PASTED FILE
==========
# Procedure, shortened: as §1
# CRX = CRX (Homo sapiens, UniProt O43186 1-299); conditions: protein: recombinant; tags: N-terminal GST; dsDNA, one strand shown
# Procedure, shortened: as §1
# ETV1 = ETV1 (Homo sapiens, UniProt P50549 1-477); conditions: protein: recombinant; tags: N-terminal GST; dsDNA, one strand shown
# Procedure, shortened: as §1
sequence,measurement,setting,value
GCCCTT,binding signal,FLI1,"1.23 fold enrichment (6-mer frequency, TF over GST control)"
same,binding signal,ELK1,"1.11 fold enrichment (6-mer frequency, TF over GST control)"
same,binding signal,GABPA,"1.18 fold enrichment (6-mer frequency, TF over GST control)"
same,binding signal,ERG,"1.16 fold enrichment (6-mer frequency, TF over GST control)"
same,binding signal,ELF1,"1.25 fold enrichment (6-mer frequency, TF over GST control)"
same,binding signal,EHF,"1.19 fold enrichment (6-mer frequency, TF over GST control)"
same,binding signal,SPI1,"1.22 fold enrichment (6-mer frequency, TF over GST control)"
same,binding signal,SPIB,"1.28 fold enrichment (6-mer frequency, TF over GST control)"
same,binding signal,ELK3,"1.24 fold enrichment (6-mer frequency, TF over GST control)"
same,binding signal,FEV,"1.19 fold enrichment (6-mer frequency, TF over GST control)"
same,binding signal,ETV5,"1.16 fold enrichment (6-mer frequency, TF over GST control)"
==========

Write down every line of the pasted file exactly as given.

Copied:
# Procedure, shortened: as §1
# CRX = CRX (Homo sapiens, UniProt O43186 1-299); conditions: protein: recombinant; tags: N-terminal GST; dsDNA, one strand shown
# Procedure, shortened: as §1
# ETV1 = ETV1 (Homo sapiens, UniProt P50549 1-477); conditions: protein: recombinant; tags: N-terminal GST; dsDNA, one strand shown
# Procedure, shortened: as §1
sequence,measurement,setting,value
GCCCTT,binding signal,FLI1,"1.23 fold enrichment (6-mer frequency, TF over GST control)"
same,binding signal,ELK1,"1.11 fold enrichment (6-mer frequency, TF over GST control)"
same,binding signal,GABPA,"1.18 fold enrichment (6-mer frequency, TF over GST control)"
same,binding signal,ERG,"1.16 fold enrichment (6-mer frequency, TF over GST control)"
same,binding signal,ELF1,"1.25 fold enrichment (6-mer frequency, TF over GST control)"
same,binding signal,EHF,"1.19 fold enrichment (6-mer frequency, TF over GST control)"
same,binding signal,SPI1,"1.22 fold enrichment (6-mer frequency, TF over GST control)"
same,binding signal,SPIB,"1.28 fold enrichment (6-mer frequency, TF over GST control)"
same,binding signal,ELK3,"1.24 fold enrichment (6-mer frequency, TF over GST control)"
same,binding signal,FEV,"1.19 fold enrichment (6-mer frequency, TF over GST control)"
same,binding signal,ETV5,"1.16 fold enrichment (6-mer frequency, TF over GST control)"